Coastal Studies Institute dedicates facility
MANTEO – A center for research in coastal development and natural resources was dedicated and officially opened Jan. 15, kicking off a series of community outreach events continuing through the spring.
Formed in 2003, the UNC Coastal Studies Institute is an inter-university partnership that offers research and educational opportunities while providing community outreach program and enhancing communication among those concerned with the maritime counties of North Carolina.
ECU is a leader among the multiple institutions involved with the institute, which include UNC Chapel Hill, N.C. State University, UNC Wilmington and Elizabeth City State University.
ECU Chancellor Steve Ballard and ECU Board of Trustees members were among the university administrators, local dignitaries and community members gathered for a dedication ceremony and self-guided tours of the institute’s new home on Roanoke Island. The 83,791-square-foot, environmentally sustainable facility was built over two years on land surrounded by approximately 240 acres of marsh.
Project costs totaled $32.6 million, paid for by state appropriations. ECU was responsible for design and construction oversight and will continue to provide maintenance at the facility, said Bill Bagnell, associate vice chancellor for campus operations.
“Now that you have given us the tools that we need, we will make you proud,” promised Institute Director Dr. Nancy White, also an associate professor of biology at ECU. “Education not only creates jobs, it transforms lives.”
Other ECU faculty involved with the institute include economics professor Dr. Andy Keeler, head of the Public Policy and Coastal Sustainability; Dr. Nathan Richards, heading the Maritime Heritage Program; and geological science professors Drs. Reide Corbett and J.P. Walsh, interim co-heads of Coastal Processes.
“We’re committed to being a national model of regional transformation,” said Dr. Ron Mitchelson, vice chancellor of Research and Graduate Studies at ECU. “This a magnet for that future.”
Research under way at the institute ranges from efforts to restore oyster reefs to studying the ecological effects of stormwater runoff to developing sustainable designs for coastal communities.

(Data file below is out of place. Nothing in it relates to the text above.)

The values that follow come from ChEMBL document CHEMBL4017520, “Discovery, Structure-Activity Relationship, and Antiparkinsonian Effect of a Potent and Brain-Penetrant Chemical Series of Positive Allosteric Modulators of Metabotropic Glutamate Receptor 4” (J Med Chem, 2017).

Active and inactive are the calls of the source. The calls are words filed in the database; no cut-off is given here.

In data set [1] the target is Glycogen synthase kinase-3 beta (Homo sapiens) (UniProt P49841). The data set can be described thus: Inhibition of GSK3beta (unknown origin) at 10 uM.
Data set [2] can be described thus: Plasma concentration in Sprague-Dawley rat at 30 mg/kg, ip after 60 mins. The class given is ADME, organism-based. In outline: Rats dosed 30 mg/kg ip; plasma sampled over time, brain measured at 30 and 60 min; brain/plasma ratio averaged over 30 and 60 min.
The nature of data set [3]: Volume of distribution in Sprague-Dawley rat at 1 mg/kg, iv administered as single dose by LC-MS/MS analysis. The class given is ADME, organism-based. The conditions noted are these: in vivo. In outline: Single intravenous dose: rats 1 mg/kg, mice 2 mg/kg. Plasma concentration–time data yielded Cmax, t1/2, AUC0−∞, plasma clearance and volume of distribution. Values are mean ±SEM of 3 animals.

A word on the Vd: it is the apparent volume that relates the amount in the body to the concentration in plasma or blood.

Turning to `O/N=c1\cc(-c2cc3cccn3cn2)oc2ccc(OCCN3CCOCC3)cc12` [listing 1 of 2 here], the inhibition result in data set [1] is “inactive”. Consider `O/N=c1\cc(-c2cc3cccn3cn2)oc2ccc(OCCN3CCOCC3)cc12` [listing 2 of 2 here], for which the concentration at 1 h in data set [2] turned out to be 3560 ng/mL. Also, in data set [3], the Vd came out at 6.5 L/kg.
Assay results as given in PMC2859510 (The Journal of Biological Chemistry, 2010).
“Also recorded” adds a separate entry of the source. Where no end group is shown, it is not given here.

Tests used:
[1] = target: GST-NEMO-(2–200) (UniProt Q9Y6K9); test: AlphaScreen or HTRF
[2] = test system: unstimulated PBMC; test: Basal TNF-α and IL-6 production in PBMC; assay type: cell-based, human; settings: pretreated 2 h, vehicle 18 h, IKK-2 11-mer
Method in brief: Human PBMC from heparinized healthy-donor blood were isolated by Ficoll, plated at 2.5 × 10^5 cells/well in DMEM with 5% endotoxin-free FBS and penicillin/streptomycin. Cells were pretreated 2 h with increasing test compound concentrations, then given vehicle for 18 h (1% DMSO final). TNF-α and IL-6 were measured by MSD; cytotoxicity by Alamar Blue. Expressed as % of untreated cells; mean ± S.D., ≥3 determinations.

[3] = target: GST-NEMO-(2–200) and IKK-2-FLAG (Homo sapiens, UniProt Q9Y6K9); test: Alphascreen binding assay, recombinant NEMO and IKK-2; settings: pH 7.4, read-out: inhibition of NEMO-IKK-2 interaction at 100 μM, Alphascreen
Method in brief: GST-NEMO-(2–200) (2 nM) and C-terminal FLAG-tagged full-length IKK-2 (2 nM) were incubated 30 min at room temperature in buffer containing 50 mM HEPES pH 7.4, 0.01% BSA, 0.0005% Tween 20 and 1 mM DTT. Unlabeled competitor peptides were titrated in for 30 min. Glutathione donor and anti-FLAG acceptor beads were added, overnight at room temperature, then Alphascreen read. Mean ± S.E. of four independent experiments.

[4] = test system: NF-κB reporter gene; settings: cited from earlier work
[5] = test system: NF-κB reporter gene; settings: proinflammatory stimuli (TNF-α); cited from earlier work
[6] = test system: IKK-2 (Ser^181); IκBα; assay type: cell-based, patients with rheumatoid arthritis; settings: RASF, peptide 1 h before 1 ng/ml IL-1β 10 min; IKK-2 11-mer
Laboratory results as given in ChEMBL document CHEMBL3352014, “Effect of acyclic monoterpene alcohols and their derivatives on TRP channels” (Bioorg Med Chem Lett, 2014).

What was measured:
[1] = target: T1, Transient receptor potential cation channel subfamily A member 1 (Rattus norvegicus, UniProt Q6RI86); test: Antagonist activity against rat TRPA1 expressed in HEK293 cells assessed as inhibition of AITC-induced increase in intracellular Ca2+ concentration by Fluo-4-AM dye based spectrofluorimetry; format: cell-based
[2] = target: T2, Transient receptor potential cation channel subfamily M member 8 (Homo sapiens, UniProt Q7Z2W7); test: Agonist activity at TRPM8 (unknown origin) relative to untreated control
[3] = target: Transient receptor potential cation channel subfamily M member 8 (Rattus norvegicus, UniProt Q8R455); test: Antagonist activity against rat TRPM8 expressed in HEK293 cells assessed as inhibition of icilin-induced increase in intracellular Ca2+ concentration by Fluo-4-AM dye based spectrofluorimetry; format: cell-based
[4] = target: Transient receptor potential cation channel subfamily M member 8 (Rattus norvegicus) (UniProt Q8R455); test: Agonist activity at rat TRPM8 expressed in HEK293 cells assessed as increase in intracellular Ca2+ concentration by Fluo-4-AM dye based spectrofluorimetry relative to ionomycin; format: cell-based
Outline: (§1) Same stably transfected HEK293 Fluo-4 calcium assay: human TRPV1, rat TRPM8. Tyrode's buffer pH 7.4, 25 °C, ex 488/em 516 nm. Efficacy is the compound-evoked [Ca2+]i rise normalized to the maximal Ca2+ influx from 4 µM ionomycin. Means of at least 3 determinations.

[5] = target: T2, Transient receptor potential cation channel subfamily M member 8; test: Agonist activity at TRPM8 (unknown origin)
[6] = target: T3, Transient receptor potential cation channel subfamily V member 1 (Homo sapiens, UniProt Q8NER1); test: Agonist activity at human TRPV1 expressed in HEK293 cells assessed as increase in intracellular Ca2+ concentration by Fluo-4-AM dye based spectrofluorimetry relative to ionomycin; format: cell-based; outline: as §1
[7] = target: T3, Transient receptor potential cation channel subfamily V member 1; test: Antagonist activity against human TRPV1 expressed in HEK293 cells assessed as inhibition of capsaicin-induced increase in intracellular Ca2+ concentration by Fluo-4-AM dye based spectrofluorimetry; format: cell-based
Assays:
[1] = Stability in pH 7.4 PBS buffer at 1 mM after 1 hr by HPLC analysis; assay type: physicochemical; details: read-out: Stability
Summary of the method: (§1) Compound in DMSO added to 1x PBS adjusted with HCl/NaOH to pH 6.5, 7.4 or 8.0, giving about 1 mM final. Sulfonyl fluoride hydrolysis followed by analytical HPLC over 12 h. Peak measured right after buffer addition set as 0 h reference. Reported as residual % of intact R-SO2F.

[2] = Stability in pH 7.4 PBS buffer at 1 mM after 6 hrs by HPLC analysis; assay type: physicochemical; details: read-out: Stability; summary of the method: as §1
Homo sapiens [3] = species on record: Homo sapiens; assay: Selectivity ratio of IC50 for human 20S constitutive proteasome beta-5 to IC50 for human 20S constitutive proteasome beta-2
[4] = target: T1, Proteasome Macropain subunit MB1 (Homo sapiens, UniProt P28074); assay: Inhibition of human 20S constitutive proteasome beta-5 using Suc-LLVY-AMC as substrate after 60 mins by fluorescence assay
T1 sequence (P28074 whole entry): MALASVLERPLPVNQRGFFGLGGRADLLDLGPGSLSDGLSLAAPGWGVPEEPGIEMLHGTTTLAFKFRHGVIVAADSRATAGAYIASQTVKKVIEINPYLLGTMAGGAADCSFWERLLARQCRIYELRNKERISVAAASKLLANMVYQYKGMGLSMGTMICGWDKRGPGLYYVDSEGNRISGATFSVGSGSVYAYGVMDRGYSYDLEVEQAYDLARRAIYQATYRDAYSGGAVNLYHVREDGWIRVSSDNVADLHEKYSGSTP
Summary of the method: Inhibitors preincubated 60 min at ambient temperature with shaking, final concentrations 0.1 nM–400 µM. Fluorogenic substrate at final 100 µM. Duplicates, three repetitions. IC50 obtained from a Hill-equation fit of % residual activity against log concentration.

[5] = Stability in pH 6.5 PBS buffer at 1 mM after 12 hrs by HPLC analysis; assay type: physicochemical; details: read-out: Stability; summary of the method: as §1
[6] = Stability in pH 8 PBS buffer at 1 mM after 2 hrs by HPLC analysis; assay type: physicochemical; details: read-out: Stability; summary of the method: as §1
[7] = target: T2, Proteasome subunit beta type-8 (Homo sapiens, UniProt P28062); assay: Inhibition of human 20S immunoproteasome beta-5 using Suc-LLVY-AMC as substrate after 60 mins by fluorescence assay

“The work that will take place here will have an effect on the lives of people all over the world,” said UNC President Tom Ross during a brief keynote address. “We hope to bring the best minds from the UNC system to come here and to work.”
He added that the ability for researchers to pursue different projects but have regular interaction at the facility increases the quality of the work.
Ross also stressed that the bounty of North Carolina’s lengthy coastline comes with a responsibility.
“It is incumbent upon us to understand it, protect it and use its resources in a responsible way,” he said.
Local communities will also be regularly involved. The institute grew out of the Dare County Task Force on Higher Education, formed in the mid-90s. It was also preceded by other successful state-university-community partnerships, such as those that founded the North Carolina aquariums in the 1980s.
“Our eastern NC counties, municipalities and their leadership have embraced the idea…of this research mission,” said Michael Kelly, chair of the institute Board of Directors.
“We are producing some very bright, talented young people,” said Warren Judge, chair of the Dare County Commission. “I’m excited that our students…will go off to university, but will have the ability to come back here (to the institute) for graduate studies and to teach and work.”
An open house for people living and working in northeastern North Carolina is scheduled Feb. 2.
More information about the institute is available at http://csi.northcarolina.edu/.